Following the interviews, the village put on a presentation for us. This presentation was festive, full of life, and everyone in the audience was laughing and having a great time.
The politician then organized a few of us into a group to present the villagers with a suitcase of donations we had put together for the visit. The villagers quickly moved in, surrounding us completely. The women handed children their babies, making them seem like better candidates for the goods, and the children crowded the front of the table for at least 30 feet, “lining up” to receive their share.
We distributed the first stuffed dog, then all hell broke loose. The desperation on these people’s faces will forever be burned into my mind. They were tugging at our arms, pleading for just one sheet, just one towel; babies screamed as they were being crushed among bigger children, a woman ran into the mob to grab her crying child that was being trampled under the other children’s feet. All of this for a suitcase of forgotten t-shirts and 8 packs of crayons. The politician shoved his way through and grabbed the suitcase before even a third of the donations were given out.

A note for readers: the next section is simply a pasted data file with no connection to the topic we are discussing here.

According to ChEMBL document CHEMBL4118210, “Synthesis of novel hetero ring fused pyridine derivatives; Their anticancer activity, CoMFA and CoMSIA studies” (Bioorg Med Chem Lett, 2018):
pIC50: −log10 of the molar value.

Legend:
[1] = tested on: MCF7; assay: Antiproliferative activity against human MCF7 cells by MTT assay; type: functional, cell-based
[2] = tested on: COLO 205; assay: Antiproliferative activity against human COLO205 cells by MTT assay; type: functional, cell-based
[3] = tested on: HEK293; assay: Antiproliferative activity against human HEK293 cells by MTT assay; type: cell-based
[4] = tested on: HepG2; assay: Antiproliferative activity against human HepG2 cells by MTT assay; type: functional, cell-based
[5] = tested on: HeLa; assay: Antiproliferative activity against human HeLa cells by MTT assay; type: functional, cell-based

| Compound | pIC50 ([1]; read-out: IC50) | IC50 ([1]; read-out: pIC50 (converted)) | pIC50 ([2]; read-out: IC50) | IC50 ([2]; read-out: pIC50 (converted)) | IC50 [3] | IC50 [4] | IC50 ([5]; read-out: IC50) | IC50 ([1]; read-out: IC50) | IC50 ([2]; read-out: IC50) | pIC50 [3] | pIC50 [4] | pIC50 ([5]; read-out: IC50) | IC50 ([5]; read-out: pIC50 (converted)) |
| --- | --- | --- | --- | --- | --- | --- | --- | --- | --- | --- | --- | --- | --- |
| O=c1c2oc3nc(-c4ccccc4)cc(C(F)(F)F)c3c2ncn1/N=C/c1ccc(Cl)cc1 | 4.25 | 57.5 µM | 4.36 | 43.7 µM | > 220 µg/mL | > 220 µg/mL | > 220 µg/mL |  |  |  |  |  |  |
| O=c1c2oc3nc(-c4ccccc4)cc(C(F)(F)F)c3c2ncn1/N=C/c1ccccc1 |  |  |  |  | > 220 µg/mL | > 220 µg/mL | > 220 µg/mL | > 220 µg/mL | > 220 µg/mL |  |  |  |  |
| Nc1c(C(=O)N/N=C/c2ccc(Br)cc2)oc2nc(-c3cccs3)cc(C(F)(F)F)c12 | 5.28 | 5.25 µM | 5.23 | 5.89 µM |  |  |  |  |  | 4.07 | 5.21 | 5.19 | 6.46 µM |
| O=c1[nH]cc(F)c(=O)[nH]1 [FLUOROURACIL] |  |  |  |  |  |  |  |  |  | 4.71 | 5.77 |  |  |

These were smiling faces not moments before. I have never been so terrified, helpless, stunned, and deeply saddened. As I worked my way through people to the bus in a daze, my eyes filled with tears while a woman with two fingers begged me for money, and another woman grabbed my shirt and said, “I just need one of these.” Never have I wanted to stay and help, yet get the hell out of somewhere as badly.
This is the Africa that no one sees until you are there. This is real need.
Finally inside the armor of the bus, the floodgates broke loose and we turned to go back to Lira. Out my window, I tried to avoid the broken faces of people we had let down. Looking up once, I found the faces of the sisters in the blue and purple. Our eyes met, and above all other noise they started chanting my name, “Sah-ruh.”